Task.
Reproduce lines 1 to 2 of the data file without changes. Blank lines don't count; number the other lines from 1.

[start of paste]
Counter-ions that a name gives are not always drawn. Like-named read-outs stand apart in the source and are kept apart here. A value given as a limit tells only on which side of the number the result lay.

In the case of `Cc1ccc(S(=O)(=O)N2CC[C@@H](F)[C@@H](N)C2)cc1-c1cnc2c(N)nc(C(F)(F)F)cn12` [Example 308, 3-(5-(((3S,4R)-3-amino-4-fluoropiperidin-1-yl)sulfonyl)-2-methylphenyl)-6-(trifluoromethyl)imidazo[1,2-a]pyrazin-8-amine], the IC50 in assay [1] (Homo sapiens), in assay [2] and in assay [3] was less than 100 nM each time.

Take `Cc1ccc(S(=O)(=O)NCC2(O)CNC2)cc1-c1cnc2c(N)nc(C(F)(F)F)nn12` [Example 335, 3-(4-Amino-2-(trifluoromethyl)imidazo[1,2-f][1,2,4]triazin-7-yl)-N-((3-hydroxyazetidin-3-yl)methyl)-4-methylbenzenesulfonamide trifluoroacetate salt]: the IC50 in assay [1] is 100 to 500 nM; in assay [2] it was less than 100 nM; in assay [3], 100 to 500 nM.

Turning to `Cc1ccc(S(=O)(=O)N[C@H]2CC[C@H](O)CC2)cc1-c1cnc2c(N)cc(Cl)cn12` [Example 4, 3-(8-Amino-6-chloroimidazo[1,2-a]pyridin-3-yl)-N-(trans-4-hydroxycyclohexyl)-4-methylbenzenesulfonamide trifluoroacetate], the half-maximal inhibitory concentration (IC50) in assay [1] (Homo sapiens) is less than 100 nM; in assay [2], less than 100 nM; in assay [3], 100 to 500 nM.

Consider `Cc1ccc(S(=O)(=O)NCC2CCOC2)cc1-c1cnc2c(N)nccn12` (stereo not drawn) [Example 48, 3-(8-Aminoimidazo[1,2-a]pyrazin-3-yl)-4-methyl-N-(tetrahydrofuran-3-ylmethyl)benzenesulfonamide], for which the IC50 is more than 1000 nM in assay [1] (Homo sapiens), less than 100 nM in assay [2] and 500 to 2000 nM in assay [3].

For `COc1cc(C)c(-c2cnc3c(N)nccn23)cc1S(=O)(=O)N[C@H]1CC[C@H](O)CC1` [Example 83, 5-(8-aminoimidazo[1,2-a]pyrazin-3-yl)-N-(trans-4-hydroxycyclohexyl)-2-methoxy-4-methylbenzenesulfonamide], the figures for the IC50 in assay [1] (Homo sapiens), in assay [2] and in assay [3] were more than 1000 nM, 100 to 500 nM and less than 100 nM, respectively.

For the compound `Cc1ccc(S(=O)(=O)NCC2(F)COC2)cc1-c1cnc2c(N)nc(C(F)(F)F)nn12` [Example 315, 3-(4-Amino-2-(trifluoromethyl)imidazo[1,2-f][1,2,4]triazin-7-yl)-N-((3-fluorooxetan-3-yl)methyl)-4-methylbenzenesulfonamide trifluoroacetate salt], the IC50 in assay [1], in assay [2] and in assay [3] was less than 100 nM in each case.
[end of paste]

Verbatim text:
Counter-ions that a name gives are not always drawn. Like-named read-outs stand apart in the source and are kept apart here. A value given as a limit tells only on which side of the number the result lay.

In the case of `Cc1ccc(S(=O)(=O)N2CC[C@@H](F)[C@@H](N)C2)cc1-c1cnc2c(N)nc(C(F)(F)F)cn12` [Example 308, 3-(5-(((3S,4R)-3-amino-4-fluoropiperidin-1-yl)sulfonyl)-2-methylphenyl)-6-(trifluoromethyl)imidazo[1,2-a]pyrazin-8-amine], the IC50 in assay [1] (Homo sapiens), in assay [2] and in assay [3] was less than 100 nM each time.